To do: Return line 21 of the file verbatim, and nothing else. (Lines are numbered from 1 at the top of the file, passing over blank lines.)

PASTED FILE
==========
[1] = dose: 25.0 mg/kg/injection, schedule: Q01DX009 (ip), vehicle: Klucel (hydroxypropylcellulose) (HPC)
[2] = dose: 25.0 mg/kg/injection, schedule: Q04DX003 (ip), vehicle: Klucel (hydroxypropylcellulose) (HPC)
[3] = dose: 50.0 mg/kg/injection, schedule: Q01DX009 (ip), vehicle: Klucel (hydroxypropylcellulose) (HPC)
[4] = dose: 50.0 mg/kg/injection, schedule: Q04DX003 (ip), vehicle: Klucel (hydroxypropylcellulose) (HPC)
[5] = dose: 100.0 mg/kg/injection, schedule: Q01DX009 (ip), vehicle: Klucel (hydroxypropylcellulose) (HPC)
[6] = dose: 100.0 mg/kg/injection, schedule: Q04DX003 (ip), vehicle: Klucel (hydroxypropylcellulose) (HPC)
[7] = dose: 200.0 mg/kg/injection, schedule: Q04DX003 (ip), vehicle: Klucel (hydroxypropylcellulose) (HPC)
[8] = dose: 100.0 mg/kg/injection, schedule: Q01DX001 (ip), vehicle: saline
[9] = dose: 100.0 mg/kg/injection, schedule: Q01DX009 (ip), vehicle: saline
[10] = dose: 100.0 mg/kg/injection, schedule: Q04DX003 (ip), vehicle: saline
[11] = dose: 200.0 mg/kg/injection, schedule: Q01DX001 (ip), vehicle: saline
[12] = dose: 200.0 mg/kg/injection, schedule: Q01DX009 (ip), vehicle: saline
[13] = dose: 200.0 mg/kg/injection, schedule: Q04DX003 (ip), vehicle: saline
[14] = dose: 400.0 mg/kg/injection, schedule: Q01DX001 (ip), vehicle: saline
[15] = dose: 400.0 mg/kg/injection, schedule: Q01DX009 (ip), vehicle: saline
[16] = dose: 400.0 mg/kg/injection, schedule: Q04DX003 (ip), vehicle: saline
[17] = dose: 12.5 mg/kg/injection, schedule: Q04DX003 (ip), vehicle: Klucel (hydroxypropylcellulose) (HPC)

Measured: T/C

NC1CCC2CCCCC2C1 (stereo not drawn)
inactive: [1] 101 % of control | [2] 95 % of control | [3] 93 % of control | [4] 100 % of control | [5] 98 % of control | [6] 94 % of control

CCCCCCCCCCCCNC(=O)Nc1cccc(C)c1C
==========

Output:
CCCCCCCCCCCCNC(=O)Nc1cccc(C)c1C